esteem to be better. Besides, if they could, what need for any division into States at all? The North are equally at liberty to reject the system of the South and its ethics, and to maintain the superiority of their own by all the forces of persuasion and argument. The nation must, indeed, mutually discuss both systems. Especially must they discuss them, when they have to decide as a nation which of the two they ought to ingraft on the new and future states growing up in the great public domain. Discussion, then, being unavoidable, what could be more wise than to conduct it with mutual toleration and in a fraternal spirit?
The question of slavery in the territories settled itself according to the adaptation of the soil to slave labour. This is not a matter of sentiment or surmise, it is simply a matter of experience and history. The whole of the Northern free States were once “ the homes of slavery.” They all possessed that “property," and they all gradually abandoned it as of no practical value. This process is now going on in the Northern slave States. We may see in the table that the free negroes in Delaware were as 1 to 2 of the slaves in 1790, and as 9 to 1 in 1851. In Maryland the free blacks were to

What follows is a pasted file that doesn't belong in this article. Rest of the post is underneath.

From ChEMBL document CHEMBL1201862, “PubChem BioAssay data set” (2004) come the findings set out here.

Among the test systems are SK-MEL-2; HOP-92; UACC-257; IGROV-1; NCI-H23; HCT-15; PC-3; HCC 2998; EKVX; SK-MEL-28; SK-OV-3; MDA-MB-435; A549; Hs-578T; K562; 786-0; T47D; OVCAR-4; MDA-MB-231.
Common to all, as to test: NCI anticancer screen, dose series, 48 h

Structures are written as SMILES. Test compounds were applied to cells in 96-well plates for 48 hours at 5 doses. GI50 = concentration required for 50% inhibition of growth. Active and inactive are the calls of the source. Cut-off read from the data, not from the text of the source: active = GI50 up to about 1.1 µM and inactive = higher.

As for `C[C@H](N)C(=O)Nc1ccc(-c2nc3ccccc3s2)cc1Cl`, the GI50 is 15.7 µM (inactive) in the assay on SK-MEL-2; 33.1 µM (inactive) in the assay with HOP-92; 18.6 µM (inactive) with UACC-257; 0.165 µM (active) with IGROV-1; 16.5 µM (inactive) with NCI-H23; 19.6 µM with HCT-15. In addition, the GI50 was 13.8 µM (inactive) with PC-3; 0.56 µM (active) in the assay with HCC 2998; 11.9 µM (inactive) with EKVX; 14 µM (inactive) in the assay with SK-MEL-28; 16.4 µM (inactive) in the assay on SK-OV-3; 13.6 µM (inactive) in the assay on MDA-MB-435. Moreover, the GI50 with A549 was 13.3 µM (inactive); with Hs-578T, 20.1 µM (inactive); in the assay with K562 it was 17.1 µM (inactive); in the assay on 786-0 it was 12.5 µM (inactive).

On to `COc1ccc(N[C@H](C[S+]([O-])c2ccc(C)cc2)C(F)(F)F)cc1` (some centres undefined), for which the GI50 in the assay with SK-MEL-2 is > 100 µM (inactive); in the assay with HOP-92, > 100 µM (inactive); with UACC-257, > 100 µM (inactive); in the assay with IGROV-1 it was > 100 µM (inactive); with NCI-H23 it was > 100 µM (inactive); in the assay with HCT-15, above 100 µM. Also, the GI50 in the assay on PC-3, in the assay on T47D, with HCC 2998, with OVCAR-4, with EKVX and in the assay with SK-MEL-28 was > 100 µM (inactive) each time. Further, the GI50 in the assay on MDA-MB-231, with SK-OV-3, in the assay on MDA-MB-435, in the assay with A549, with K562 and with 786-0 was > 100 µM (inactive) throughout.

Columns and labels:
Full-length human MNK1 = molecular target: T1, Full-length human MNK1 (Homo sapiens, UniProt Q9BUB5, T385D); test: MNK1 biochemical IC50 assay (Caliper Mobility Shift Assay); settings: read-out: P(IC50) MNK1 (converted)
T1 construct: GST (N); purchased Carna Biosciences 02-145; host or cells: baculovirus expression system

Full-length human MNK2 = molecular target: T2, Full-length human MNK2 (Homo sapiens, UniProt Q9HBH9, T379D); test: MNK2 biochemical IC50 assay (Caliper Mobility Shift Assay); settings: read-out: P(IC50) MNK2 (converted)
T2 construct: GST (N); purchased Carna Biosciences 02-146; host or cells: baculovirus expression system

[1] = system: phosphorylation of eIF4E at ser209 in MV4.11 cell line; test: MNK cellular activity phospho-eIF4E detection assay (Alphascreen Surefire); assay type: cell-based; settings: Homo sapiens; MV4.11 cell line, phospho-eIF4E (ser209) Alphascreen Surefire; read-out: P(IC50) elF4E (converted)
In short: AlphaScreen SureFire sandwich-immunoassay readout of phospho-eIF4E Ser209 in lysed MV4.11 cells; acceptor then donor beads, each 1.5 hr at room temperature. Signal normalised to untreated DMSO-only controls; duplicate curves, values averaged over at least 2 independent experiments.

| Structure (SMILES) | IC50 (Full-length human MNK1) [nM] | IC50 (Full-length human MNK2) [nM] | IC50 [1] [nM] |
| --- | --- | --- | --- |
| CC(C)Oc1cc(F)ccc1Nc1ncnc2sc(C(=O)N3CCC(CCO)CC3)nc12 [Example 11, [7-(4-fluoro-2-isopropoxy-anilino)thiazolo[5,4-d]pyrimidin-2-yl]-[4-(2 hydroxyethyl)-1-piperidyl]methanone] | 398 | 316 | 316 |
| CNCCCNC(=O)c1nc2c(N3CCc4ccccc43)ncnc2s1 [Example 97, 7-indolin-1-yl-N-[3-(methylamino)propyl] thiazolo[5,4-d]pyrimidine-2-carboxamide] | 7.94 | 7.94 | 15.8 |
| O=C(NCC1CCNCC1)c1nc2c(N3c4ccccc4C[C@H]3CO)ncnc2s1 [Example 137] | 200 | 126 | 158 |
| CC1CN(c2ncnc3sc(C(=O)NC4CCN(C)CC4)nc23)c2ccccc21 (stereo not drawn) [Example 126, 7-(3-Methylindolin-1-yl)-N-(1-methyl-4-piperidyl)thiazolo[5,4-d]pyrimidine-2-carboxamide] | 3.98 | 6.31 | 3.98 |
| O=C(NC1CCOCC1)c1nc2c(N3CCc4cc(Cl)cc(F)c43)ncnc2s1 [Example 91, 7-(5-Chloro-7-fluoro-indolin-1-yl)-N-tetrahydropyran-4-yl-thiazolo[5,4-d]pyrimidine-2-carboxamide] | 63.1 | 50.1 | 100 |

the slaves, in 1790, as 1 to 13; and in 1851 they were as 1 to 14. In Virginia they rose from 1 to 20 to 1 to 8.1. Nine States holding slaves in 1709 abolished the institution within thirty years of that date. The reason for doing so was not philanthropic nor yet political, but simply a matter of dollars and cents. Slave labour in that region was not worth þaving. This economical principle it is which governs slavery in the territories. Slavery will not go on to any of the present unappropriated territory of the nation, for the reason that it would not be profitable to go there, if it should so it would be certain to lose; because the future States would abolish the institution on account of its inutility; and would, like Ohio, Illinois, Indiana, and Minnesota, forbid blacks from coming in at all, either bond or free. These are fixed and well-known principles, and when a party of political hucksters profess only “one policy,” that of keeping slavery out by virtue of their acts, they profess only a bald sham, which is an insult to the intelligence of the people, whose votes they seek. As well might a party of political traders point to the influx and efflux of the tide, and pretend that their efforts alone prevent the farm-lands on the Atlantic from being drowned at each recurring flood.